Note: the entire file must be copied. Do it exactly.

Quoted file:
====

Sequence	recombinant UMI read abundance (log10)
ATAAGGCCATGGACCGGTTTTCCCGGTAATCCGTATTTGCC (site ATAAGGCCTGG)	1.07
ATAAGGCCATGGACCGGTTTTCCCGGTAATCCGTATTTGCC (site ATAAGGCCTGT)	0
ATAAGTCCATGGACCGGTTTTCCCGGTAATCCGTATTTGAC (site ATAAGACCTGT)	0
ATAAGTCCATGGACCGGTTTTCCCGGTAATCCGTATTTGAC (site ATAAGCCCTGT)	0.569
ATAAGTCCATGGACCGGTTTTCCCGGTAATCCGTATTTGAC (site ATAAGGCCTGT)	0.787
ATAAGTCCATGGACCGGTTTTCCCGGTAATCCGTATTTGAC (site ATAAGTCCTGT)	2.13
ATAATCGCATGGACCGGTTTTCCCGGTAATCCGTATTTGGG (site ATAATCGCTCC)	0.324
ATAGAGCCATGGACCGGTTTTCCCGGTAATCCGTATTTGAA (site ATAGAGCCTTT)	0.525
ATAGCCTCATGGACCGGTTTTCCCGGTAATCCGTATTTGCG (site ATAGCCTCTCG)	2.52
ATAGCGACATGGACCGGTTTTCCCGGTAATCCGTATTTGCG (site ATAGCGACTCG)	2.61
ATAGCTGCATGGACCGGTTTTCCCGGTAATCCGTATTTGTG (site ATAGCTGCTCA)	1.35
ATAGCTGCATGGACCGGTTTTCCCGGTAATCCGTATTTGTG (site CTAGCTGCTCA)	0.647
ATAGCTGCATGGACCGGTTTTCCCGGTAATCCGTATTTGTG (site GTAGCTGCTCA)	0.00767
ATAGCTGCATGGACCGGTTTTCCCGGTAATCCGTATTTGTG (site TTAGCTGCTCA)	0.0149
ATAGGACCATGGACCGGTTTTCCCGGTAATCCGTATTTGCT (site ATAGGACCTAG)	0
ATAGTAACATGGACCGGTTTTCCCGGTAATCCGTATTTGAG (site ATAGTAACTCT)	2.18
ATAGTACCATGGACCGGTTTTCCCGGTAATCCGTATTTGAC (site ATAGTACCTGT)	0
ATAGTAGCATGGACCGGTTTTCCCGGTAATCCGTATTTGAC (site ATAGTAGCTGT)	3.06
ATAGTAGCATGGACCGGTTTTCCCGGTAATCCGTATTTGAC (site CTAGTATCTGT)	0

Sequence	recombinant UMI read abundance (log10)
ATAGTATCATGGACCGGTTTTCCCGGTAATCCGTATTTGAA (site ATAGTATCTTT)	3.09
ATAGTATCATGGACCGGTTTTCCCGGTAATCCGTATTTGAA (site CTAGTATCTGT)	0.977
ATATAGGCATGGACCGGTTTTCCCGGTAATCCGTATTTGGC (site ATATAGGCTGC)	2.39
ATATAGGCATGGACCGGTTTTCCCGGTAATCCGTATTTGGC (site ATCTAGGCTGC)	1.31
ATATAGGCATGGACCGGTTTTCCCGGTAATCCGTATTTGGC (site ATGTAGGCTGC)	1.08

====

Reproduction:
Sequence	recombinant UMI read abundance (log10)
ATAAGGCCATGGACCGGTTTTCCCGGTAATCCGTATTTGCC (site ATAAGGCCTGG)	1.07
ATAAGGCCATGGACCGGTTTTCCCGGTAATCCGTATTTGCC (site ATAAGGCCTGT)	0
ATAAGTCCATGGACCGGTTTTCCCGGTAATCCGTATTTGAC (site ATAAGACCTGT)	0
ATAAGTCCATGGACCGGTTTTCCCGGTAATCCGTATTTGAC (site ATAAGCCCTGT)	0.569
ATAAGTCCATGGACCGGTTTTCCCGGTAATCCGTATTTGAC (site ATAAGGCCTGT)	0.787
ATAAGTCCATGGACCGGTTTTCCCGGTAATCCGTATTTGAC (site ATAAGTCCTGT)	2.13
ATAATCGCATGGACCGGTTTTCCCGGTAATCCGTATTTGGG (site ATAATCGCTCC)	0.324
ATAGAGCCATGGACCGGTTTTCCCGGTAATCCGTATTTGAA (site ATAGAGCCTTT)	0.525
ATAGCCTCATGGACCGGTTTTCCCGGTAATCCGTATTTGCG (site ATAGCCTCTCG)	2.52
ATAGCGACATGGACCGGTTTTCCCGGTAATCCGTATTTGCG (site ATAGCGACTCG)	2.61
ATAGCTGCATGGACCGGTTTTCCCGGTAATCCGTATTTGTG (site ATAGCTGCTCA)	1.35
ATAGCTGCATGGACCGGTTTTCCCGGTAATCCGTATTTGTG (site CTAGCTGCTCA)	0.647
ATAGCTGCATGGACCGGTTTTCCCGGTAATCCGTATTTGTG (site GTAGCTGCTCA)	0.00767
ATAGCTGCATGGACCGGTTTTCCCGGTAATCCGTATTTGTG (site TTAGCTGCTCA)	0.0149
ATAGGACCATGGACCGGTTTTCCCGGTAATCCGTATTTGCT (site ATAGGACCTAG)	0
ATAGTAACATGGACCGGTTTTCCCGGTAATCCGTATTTGAG (site ATAGTAACTCT)	2.18
ATAGTACCATGGACCGGTTTTCCCGGTAATCCGTATTTGAC (site ATAGTACCTGT)	0
ATAGTAGCATGGACCGGTTTTCCCGGTAATCCGTATTTGAC (site ATAGTAGCTGT)	3.06
ATAGTAGCATGGACCGGTTTTCCCGGTAATCCGTATTTGAC (site CTAGTATCTGT)	0

Sequence	recombinant UMI read abundance (log10)
ATAGTATCATGGACCGGTTTTCCCGGTAATCCGTATTTGAA (site ATAGTATCTTT)	3.09
ATAGTATCATGGACCGGTTTTCCCGGTAATCCGTATTTGAA (site CTAGTATCTGT)	0.977
ATATAGGCATGGACCGGTTTTCCCGGTAATCCGTATTTGGC (site ATATAGGCTGC)	2.39
ATATAGGCATGGACCGGTTTTCCCGGTAATCCGTATTTGGC (site ATCTAGGCTGC)	1.31
ATATAGGCATGGACCGGTTTTCCCGGTAATCCGTATTTGGC (site ATGTAGGCTGC)	1.08